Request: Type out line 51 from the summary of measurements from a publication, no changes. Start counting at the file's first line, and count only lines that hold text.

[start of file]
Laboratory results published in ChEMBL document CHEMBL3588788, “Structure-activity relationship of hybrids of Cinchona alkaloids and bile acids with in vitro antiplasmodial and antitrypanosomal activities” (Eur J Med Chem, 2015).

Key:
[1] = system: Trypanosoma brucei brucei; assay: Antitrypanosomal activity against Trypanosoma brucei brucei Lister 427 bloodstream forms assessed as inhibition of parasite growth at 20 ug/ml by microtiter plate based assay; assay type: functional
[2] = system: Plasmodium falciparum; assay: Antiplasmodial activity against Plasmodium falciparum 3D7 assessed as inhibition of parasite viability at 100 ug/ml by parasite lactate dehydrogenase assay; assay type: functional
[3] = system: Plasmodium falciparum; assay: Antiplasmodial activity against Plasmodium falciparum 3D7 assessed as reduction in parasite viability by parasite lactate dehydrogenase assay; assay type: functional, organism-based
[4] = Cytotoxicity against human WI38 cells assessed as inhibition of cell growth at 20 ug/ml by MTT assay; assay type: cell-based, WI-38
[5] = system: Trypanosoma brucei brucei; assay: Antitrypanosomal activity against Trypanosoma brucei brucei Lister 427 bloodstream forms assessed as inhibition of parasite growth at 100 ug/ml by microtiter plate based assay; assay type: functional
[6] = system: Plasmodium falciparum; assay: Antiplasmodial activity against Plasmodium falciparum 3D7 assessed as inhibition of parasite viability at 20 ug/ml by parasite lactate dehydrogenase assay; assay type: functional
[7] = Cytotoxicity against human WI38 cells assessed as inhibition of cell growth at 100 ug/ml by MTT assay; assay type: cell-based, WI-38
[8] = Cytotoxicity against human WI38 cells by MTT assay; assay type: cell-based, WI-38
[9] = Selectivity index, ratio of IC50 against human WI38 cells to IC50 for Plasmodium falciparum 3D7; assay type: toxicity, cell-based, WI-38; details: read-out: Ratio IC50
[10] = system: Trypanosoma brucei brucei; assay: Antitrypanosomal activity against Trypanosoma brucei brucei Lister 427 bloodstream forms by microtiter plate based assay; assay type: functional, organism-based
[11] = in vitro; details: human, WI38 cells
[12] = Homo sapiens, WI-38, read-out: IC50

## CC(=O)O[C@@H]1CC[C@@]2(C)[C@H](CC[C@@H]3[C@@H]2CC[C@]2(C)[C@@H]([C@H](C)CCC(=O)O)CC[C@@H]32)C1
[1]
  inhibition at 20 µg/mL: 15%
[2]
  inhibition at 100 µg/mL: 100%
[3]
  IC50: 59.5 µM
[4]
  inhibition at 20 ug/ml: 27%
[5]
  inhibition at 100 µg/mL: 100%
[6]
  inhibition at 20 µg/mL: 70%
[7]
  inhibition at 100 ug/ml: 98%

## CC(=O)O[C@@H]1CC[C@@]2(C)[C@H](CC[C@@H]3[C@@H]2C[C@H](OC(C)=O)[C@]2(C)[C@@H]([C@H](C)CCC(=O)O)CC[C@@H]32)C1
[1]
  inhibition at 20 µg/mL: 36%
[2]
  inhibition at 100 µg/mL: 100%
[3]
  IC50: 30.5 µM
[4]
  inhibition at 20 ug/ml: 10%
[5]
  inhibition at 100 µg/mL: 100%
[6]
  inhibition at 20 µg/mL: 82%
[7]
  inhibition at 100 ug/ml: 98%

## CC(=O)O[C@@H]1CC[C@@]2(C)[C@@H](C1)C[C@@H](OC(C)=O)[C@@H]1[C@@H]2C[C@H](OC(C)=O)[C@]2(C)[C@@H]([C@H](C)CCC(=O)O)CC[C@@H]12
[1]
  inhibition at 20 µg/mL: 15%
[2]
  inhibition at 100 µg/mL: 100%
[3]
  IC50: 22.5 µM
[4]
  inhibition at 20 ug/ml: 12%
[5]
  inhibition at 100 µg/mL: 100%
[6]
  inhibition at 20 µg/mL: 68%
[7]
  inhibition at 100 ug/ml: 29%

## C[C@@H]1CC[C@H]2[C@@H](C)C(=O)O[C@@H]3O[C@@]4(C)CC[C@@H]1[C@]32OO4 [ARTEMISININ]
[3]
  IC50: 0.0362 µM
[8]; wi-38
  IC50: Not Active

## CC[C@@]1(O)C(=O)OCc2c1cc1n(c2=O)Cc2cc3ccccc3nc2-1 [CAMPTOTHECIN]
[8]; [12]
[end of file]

  IC50: 22.5 µM